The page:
Richard and Judy Review Kill the Father by Sandrone Dazieri
"The story revs through the chapters like a finely tuned Formula One racing engine."
What a cracker of a novel this is. Sandrone Dazieri skilfully blends three genres into one totally compelling tale; part psychological thriller, part police investigation, part conspiracy theory. The story revs through the chapters like a finely tuned Formula One racing engine.
Interestingly, the author has never written in English before. Dazieri is Italian and has penned eight bestselling novels and more than 50 screenplays in his native language. Kill The Father is written in what I would call American-English; until I looked the author up I assumed he was from somewhere like New York or LA.
The book opens in compelling, chilling flashback. We are in a grain silo. With a young boy. He is being held captive there. And he’s been in the silo for 11 years.
The world is a curving wall of grey cement. The world has muffled sounds and echoes. The world is a circle two times the length of his outstretched arms. The first thing the boy learned in that circular world were his new names. He has two. Son is the name he prefers. He has the right to it when he does the right things… otherwise, his name is Beast. When he’s called Beast, the boy is punished. When he’s called Beast, the boy goes cold and hungry. When he’s called Beast, the circular world stinks.
But one day the boy discovers a crack has developed in the silo, and he begins to glimpse the world outside. Ultimately he escapes – and his horrific experience will, in time, be turned to great and powerful use.
"You may want to sleep with the light on for a while after finishing this book."
The captive boy is Dante Torre. He was held prisoner for more than a decade by a shadowy man known only as ‘The Father’, who has never been apprehended. He may be dead. Or he may be quietly plotting his next abduction.
Back in the present, a young boy disappears from a park; his mother’s body is swiftly discovered close by. She has been brutally murdered.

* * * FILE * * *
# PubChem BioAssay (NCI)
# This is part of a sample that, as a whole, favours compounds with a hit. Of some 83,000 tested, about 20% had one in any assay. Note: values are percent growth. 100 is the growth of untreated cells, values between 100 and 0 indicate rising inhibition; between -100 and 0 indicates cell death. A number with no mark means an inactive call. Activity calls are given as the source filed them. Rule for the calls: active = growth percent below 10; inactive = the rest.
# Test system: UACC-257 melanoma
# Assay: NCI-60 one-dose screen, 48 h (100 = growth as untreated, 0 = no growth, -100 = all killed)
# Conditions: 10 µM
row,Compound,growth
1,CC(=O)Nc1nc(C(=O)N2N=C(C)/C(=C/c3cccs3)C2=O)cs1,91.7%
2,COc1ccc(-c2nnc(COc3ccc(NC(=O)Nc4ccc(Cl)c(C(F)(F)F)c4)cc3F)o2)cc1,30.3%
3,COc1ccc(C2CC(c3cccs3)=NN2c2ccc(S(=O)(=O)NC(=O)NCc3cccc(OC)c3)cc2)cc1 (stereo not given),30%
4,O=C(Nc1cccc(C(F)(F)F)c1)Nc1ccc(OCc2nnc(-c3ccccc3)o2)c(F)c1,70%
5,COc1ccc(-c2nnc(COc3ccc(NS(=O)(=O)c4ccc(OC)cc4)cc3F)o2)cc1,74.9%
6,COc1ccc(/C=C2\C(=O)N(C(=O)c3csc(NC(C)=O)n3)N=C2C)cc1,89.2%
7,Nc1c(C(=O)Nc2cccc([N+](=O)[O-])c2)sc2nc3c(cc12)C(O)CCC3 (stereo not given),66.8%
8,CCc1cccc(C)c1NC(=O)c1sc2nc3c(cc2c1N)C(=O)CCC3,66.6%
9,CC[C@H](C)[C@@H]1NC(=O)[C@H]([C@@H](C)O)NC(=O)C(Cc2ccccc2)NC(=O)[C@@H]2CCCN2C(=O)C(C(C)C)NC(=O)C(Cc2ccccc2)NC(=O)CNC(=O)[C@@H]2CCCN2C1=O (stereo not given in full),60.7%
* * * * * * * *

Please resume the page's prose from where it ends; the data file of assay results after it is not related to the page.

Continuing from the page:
Her husband – the missing boy’s father – is immediately targeted by police as the prime suspect in both the murder and disappearance. But one of the investigating officers isn’t comfortable with the theory, and calls in a former colleague, Colomba, to review the case. In turn she turns for help to Dante Torre, who since his terrible experience has become an expert advisor in child abduction cases. He has a gift – hard won – of comprehending the deep psychology of such crimes and an extraordinary ability to ‘read’ the people involved.
But this time, it’s personal. As the investigation gets underway, Colomba and Torre begin to realise the chilling truth: the missing boy is linked to Torre’s own abduction years before.
The Father is back.
Dazieri is excellent at describing the psychology of the case and in particular Torre’s own tortured psyche. He suffers from severe post-traumatic stress disorder following his own long incarceration. It makes some aspects of the investigation deeply traumatic for him, but he soldiers on.
There are many twists and turns along the way, and a fabulous, richly satisfying ending. But you may want to sleep with the light on for a while after finishing this book.
You’ve written 50 screenplays and eight novels but this is your first one in English. Quite a debut! How did you find writing in English, Sandrone?
Well … I read, write and speak English, the latter with a horrible accent, but I wouldn’t have the ability to write a thriller in your beautiful language. Luckily, I found a wonderful street companion in translator Anthony Shugaar, with whom I worked side by side for the English and American edition. Virtually side by side, via Skype. We have never met in person, but I’m really, really grateful to him. If you are reading this, Tony, I love you.
Perhaps we’re wrong but we get the impression that you lock down every twist and turn of your plot before beginning the actual writing. True?
It is true, in part. At first, I have in mind the characters’ paths and the main twists, but many come as I write, too. I never know exactly what will happen in my novels, otherwise I get bored. I am my first reader, and a demanding reader too, even with myself. I have to be constantly surprised, so I don’t lose interest. 🙂
Your description of the claustrophobia of incarceration is gripping. Did you research this, or did it all come from a vivid imagination?
I’ve been researching my whole life and I’m sure I have a vivid imagination to add to it, but, above all, I learned to know myself. Dante and I see the world alike, even though he’s a lot smarter than me. And he’s also a lot more handsome than me.
More English novels to come? We hope so.
The next one will be published at the beginning of next year: it’s called Kill the Angel and opens with an attack in Rome. Colomba and Dante will be back, you can be sure of that!
- Sandrone Dazieri is a screenwriter – do you think this has affected the tone of the novel?
- Dante Torre is a complex character. Discuss how his experience as a child has shaped his choices as an adult
- Discuss the working relationship between Torre and Caselli
- Kill the Father is fast paced – discuss the structure of the thriller